Sorting is one of the most well-studied problems in computer science. Many problems reduce to sorting, such as duplicate finding. Many algorithms run significantly faster on sorted inputs, often for computer architecture reasons. We learn sorting algorithms for many of the same reasons for learning data structures: to learn more general algorithm design patterns and strategies that we can apply towards solving problems.

Problem definition

Formally, sorting is well-defined only when the ordering relation satisfies total order. Review total ordering in the reading on Sets, Maps, and BSTs.

A sort is a permutation (rearrangement) of a sequence of keys that puts the keys into non-decreasing order relative to a given ordering relation. In the Autocomplete homework, we defined three different total orderings for the `SimpleTerm` class.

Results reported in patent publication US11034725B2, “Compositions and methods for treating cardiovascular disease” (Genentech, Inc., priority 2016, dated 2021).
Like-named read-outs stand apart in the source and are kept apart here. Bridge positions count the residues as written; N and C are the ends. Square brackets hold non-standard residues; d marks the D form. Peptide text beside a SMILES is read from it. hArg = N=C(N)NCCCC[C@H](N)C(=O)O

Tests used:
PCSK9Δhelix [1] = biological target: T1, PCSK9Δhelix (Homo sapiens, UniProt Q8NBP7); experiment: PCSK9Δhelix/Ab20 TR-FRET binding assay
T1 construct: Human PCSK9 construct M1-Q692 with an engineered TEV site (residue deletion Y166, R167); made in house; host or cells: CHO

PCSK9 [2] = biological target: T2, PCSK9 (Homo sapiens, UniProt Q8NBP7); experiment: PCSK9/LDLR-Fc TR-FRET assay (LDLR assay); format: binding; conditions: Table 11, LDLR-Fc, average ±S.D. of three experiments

1. Lexicographic (dictionary) order for the `query` string.
2. Lexicographic order for the first `r` characters of the `query` string.
3. Descending order for the term’s associated `weight`.
Using string length as the ordering relation, give two valid sorts for "cows", "get", "going", "the".

There are two valid sorts since “the” is considered equivalent to “get” when comparing by string length.

• “the”, “get”, “cows”, “going”
• “get”, “the”, “cows”, “going”